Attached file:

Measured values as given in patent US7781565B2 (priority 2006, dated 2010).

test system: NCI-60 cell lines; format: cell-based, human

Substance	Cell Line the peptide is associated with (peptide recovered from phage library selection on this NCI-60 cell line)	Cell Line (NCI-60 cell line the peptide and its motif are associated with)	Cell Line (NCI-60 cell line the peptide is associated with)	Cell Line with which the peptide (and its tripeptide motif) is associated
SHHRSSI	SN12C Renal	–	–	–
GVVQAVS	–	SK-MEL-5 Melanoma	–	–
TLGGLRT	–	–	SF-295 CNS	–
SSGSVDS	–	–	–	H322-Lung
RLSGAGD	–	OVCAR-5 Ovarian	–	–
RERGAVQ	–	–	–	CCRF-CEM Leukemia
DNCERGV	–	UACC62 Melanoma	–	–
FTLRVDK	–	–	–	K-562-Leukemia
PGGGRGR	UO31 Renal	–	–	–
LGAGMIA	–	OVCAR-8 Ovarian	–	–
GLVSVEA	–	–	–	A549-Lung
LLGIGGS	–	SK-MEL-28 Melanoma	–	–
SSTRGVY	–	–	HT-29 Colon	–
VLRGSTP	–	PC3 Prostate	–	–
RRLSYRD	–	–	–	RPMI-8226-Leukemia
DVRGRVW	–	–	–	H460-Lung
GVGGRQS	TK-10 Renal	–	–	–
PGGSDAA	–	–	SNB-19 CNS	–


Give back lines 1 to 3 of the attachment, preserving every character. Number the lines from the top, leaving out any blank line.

Measured values as given in patent US7781565B2 (priority 2006, dated 2010).

test system: NCI-60 cell lines; format: cell-based, human

Substance	Cell Line the peptide is associated with (peptide recovered from phage library selection on this NCI-60 cell line)	Cell Line (NCI-60 cell line the peptide and its motif are associated with)	Cell Line (NCI-60 cell line the peptide is associated with)	Cell Line with which the peptide (and its tripeptide motif) is associated